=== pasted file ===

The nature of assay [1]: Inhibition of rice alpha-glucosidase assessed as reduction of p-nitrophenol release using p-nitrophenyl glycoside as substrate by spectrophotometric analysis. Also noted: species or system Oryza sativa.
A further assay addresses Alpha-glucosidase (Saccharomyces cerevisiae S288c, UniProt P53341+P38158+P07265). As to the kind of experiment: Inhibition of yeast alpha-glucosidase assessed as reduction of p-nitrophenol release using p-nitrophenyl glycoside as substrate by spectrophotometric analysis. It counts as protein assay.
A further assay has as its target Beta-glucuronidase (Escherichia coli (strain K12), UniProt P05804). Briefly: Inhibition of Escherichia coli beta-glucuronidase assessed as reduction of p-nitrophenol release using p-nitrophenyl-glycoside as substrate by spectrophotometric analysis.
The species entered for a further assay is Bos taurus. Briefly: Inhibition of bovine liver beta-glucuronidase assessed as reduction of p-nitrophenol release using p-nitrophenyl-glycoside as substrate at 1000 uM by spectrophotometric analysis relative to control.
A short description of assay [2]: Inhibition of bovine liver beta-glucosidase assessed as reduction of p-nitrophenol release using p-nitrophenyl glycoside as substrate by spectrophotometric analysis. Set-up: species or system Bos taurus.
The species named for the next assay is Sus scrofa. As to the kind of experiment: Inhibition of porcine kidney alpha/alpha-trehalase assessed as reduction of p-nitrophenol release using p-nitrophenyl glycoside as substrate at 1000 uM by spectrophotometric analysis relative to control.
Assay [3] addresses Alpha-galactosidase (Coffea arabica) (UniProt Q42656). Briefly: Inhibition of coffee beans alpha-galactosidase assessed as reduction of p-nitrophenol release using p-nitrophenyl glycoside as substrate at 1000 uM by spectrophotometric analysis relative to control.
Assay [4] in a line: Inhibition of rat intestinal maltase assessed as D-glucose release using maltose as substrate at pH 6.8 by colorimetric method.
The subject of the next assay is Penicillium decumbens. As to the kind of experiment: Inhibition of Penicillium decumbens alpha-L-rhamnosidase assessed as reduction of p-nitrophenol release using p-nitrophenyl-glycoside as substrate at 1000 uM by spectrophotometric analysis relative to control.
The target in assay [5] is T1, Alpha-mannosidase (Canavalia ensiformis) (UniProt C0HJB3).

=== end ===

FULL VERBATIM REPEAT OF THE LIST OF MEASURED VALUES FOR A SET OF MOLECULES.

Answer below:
The nature of assay [1]: Inhibition of rice alpha-glucosidase assessed as reduction of p-nitrophenol release using p-nitrophenyl glycoside as substrate by spectrophotometric analysis. Also noted: species or system Oryza sativa.
A further assay addresses Alpha-glucosidase (Saccharomyces cerevisiae S288c, UniProt P53341+P38158+P07265). As to the kind of experiment: Inhibition of yeast alpha-glucosidase assessed as reduction of p-nitrophenol release using p-nitrophenyl glycoside as substrate by spectrophotometric analysis. It counts as protein assay.
A further assay has as its target Beta-glucuronidase (Escherichia coli (strain K12), UniProt P05804). Briefly: Inhibition of Escherichia coli beta-glucuronidase assessed as reduction of p-nitrophenol release using p-nitrophenyl-glycoside as substrate by spectrophotometric analysis.
The species entered for a further assay is Bos taurus. Briefly: Inhibition of bovine liver beta-glucuronidase assessed as reduction of p-nitrophenol release using p-nitrophenyl-glycoside as substrate at 1000 uM by spectrophotometric analysis relative to control.
A short description of assay [2]: Inhibition of bovine liver beta-glucosidase assessed as reduction of p-nitrophenol release using p-nitrophenyl glycoside as substrate by spectrophotometric analysis. Set-up: species or system Bos taurus.
The species named for the next assay is Sus scrofa. As to the kind of experiment: Inhibition of porcine kidney alpha/alpha-trehalase assessed as reduction of p-nitrophenol release using p-nitrophenyl glycoside as substrate at 1000 uM by spectrophotometric analysis relative to control.
Assay [3] addresses Alpha-galactosidase (Coffea arabica) (UniProt Q42656). Briefly: Inhibition of coffee beans alpha-galactosidase assessed as reduction of p-nitrophenol release using p-nitrophenyl glycoside as substrate at 1000 uM by spectrophotometric analysis relative to control.
Assay [4] in a line: Inhibition of rat intestinal maltase assessed as D-glucose release using maltose as substrate at pH 6.8 by colorimetric method.
The subject of the next assay is Penicillium decumbens. As to the kind of experiment: Inhibition of Penicillium decumbens alpha-L-rhamnosidase assessed as reduction of p-nitrophenol release using p-nitrophenyl-glycoside as substrate at 1000 uM by spectrophotometric analysis relative to control.
The target in assay [5] is T1, Alpha-mannosidase (Canavalia ensiformis) (UniProt C0HJB3).